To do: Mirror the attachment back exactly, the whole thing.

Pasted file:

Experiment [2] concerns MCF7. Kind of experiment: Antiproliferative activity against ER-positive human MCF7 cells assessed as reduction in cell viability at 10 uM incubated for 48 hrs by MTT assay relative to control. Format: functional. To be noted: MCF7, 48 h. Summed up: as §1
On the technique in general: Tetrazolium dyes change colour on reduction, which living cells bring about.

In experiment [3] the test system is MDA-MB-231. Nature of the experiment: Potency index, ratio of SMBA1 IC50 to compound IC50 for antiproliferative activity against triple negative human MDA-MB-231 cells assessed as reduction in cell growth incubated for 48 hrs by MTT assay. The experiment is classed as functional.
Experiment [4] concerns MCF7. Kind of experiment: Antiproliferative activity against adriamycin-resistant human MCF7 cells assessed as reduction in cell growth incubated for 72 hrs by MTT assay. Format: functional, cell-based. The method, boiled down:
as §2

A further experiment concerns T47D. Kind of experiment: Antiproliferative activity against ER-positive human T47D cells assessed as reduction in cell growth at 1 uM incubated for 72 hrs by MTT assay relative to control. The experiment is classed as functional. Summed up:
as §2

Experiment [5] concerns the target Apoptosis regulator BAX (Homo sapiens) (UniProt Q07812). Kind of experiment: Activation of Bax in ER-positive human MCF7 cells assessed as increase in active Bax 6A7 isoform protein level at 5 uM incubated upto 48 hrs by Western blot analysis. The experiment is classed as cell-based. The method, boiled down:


Experiment [2] concerns MCF7. Kind of experiment: Antiproliferative activity against ER-positive human MCF7 cells assessed as reduction in cell viability at 10 uM incubated for 48 hrs by MTT assay relative to control. Format: functional. To be noted: MCF7, 48 h. Summed up: as §1
On the technique in general: Tetrazolium dyes change colour on reduction, which living cells bring about.

In experiment [3] the test system is MDA-MB-231. Nature of the experiment: Potency index, ratio of SMBA1 IC50 to compound IC50 for antiproliferative activity against triple negative human MDA-MB-231 cells assessed as reduction in cell growth incubated for 48 hrs by MTT assay. The experiment is classed as functional.
Experiment [4] concerns MCF7. Kind of experiment: Antiproliferative activity against adriamycin-resistant human MCF7 cells assessed as reduction in cell growth incubated for 72 hrs by MTT assay. Format: functional, cell-based. The method, boiled down:
as §2

A further experiment concerns T47D. Kind of experiment: Antiproliferative activity against ER-positive human T47D cells assessed as reduction in cell growth at 1 uM incubated for 72 hrs by MTT assay relative to control. The experiment is classed as functional. Summed up:
as §2

Experiment [5] concerns the target Apoptosis regulator BAX (Homo sapiens) (UniProt Q07812). Kind of experiment: Activation of Bax in ER-positive human MCF7 cells assessed as increase in active Bax 6A7 isoform protein level at 5 uM incubated upto 48 hrs by Western blot analysis. The experiment is classed as cell-based. The method, boiled down: